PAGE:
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Retail interiors ; Reuse of historic buildings as a retail differentiation strategy

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dc.contributor.advisor Wijethunga, R
dc.contributor.author Jayakody, KTS
dc.date.accessioned 2019-01-22T20:22:06Z
dc.date.available 2019-01-22T20:22:06Z
dc.identifier.uri http://dl.lib.mrt.ac.lk/handle/123/13816
dc.description.abstract Retail spaces are at the forefront of contemporary interior design because they are updated regularly to stay competitive and appealing. Some of the most innovative and interactive interiors can be seen in the retail sector. Retail design seems to boost the discipline of interior design by creating innovative design solutions. Nevertheless until recent time, when it comes to adaptive reuse design, retail seems to fall short to sectors like public buildings or offices. However after the war this situation has drastically changed in Sri Lankan context. This recent phenomenon on retail reuse was implemented as a part of an urban revitalization project to build up city image through preserving of architectural historic buildings. Today in Sri Lanka it has become a trend that historic colonial buildings without an immediate ‘use’ are adopted for retail function such as shops, restaurants or bars. These retail-shopping complexes have become successful recreational zones and shopping destinations within a short period of time. Most of the time the retail shops located in theses colonial buildings are branded shops with strong brand identities and values. This dissertation aims research on the tension between heritage and retail branding in historic colonial buildings in Sri Lanka. The first section of this dissertation contextualizes the tension between retail and adaptive reuse design and elaborate on the concept of authenticity as mediator. The Research question is how can retail design respect the historic value of the monument while maintain the retail brand Identity? The focus of this dissertation is reuse of historic buildings that from the scale of the building (the interior) and not form the largest scale (urban dimension). The dissertation exists of a general approach towards retail-reuse of various historic building types, based on literature review a classification scheme indication the different buildings strategies that can be suitable for retail-reuse is set up. Specific characteristics of the success full branded retail are identified and 2 case studies are analyzed in a structured manner and is evaluated on 3 different levels: (1) the typological characteristics and the specific Historic value of the building, (2) the specific qualities of retail banding design and (3) the after-life of the project. To conclude, recommendations for the Sri Lankan context are set up, based on comparison of literature and case studies. On the one hand, these recommendations could help retail designers in dealing with the complexity of the retail design of a store within a historic building, on the other hand the recommendations could be applied in evaluating retail- reuse projects as currently retail branding exercise, rather retail led stratergy towards retail activities in historical buildings. By providing a framework for evaluation, a more open attitude towards retail as new use for historic buildings could be possible. en_US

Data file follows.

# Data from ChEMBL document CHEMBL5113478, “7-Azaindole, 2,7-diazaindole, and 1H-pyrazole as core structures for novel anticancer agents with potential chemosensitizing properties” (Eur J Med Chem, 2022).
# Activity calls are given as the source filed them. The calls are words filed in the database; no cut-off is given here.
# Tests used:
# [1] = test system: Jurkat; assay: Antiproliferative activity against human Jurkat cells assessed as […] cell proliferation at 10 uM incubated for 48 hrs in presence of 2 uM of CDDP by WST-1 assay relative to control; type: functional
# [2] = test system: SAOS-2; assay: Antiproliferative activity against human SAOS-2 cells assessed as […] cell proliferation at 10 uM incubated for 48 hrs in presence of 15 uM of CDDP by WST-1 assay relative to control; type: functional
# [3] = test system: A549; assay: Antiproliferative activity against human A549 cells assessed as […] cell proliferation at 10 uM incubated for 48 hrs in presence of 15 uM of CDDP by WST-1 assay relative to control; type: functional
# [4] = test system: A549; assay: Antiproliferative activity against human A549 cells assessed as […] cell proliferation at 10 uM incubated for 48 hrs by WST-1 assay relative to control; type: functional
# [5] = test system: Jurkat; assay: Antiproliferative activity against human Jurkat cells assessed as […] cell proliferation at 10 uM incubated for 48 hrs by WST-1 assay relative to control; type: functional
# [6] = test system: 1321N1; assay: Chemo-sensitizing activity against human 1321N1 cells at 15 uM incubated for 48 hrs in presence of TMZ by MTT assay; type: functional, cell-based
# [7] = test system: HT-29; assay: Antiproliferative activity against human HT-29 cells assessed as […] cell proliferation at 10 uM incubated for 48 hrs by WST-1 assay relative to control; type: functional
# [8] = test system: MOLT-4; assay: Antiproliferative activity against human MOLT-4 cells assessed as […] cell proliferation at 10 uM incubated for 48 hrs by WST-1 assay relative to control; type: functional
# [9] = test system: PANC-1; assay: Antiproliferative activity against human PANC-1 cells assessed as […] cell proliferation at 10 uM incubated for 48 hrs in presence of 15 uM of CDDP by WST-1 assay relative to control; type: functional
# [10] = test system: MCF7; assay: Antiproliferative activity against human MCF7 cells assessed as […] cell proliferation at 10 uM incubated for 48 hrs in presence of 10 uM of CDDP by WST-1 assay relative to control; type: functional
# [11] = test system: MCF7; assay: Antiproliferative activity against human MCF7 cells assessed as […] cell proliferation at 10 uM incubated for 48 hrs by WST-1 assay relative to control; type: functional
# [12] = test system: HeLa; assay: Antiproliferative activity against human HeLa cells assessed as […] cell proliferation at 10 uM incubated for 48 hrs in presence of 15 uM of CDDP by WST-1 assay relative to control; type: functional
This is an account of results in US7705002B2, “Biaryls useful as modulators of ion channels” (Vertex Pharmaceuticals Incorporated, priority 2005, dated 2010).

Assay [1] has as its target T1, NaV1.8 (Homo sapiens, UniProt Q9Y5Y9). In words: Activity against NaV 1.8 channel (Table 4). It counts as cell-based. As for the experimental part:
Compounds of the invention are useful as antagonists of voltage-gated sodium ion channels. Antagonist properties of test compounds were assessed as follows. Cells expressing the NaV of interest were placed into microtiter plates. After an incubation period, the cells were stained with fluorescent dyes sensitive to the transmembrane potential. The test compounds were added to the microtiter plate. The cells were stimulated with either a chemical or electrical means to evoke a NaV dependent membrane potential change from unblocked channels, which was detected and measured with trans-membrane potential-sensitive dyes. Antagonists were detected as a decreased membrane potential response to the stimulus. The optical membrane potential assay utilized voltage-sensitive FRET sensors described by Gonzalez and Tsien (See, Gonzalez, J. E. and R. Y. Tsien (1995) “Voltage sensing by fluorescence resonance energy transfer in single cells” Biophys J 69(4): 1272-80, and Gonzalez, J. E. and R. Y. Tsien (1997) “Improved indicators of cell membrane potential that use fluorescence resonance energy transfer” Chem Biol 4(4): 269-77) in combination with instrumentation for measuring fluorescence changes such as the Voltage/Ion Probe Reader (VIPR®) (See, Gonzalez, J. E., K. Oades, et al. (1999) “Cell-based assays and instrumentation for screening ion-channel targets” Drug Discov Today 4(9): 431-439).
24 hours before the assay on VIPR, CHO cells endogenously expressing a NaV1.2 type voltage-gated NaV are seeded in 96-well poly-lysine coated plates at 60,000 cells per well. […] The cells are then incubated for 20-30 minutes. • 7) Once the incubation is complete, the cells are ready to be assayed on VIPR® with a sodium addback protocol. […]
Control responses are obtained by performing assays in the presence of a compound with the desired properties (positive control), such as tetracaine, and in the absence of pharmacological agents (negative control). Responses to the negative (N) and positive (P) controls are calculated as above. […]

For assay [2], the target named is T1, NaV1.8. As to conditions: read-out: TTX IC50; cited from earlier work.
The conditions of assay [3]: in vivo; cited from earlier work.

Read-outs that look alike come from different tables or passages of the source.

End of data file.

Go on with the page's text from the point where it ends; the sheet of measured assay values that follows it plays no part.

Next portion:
dc.language.iso en en_US
dc.subject Retail Interior Design en_US
dc.subject Retail BrandinG en_US
dc.subject Adaptive Reuse en_US
dc.title Retail interiors ; Reuse of historic buildings as a retail differentiation strategy en_US
dc.type Thesis-Abstract en_US
dc.identifier.faculty Architecture en_US
dc.identifier.degree Master of Science in Interior Design en_US
dc.identifier.department Department of Architecture en_US
dc.date.accept 2017-04
dc.identifier.accno TH3506 en_US


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